Hampshire Treasures

Volume 13 ( Eastleigh)

Page 7 - Botley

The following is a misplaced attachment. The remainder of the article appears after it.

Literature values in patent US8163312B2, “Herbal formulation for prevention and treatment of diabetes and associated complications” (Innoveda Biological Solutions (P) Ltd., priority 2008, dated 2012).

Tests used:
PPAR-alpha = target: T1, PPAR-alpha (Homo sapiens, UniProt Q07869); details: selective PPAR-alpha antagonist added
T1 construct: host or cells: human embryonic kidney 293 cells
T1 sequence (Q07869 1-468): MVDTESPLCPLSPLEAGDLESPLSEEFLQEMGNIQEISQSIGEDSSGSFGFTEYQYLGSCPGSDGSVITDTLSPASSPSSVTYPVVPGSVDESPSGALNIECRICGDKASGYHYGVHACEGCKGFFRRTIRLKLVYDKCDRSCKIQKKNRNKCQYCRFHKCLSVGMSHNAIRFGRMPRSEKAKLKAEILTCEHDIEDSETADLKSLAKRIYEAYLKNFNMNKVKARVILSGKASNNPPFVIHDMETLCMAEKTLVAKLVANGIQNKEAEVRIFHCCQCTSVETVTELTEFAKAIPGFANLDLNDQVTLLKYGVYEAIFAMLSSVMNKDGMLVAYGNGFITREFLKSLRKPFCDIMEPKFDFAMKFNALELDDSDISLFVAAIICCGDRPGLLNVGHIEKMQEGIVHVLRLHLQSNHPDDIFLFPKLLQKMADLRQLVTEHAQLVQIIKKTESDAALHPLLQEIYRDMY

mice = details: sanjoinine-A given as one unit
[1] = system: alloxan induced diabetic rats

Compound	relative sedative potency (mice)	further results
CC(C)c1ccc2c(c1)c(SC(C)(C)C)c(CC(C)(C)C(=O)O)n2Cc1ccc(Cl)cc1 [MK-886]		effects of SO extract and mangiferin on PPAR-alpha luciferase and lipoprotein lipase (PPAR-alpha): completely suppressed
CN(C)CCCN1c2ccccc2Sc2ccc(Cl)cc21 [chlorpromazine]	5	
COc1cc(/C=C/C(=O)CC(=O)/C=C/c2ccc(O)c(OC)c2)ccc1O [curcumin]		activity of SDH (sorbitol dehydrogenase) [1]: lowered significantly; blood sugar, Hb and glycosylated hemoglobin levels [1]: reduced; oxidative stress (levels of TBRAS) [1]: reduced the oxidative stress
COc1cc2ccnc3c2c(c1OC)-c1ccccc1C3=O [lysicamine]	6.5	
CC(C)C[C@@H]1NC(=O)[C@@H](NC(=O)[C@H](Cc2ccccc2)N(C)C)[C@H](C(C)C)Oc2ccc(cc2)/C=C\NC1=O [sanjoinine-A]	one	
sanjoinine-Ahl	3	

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Situated five miles east of Southampton, this long, funnel-shaped parish lies at the head of the tidal reach of the River Hamble. The pleasant old market town is called Botelie in the Domesday Book, and was held from Edward the Confessor by a man called Cheping who was dispossessed by Ralph de Mortimer at the time of the Conquest. During the 13th century John of Botley, Lord of the Manor, obtained a charter from Henry III for holding a fair and market here. Botley was the home of William Cobbet from 1806-1826 and there is a memorial stone at Mill Hill. The church of All Saints was built in 1836 and contains some old bells from the earlier church which is now disused and dates from the 13th century. The area is famous for its strawberries which are grown in large quantities together with other market produce. There are many acres of meadow and woodland along the Hamble River preserved by the National Trust and Hampshire County Council. A prehistoric dug-out boat was found in the river bed, and presented to Southampton Museum.

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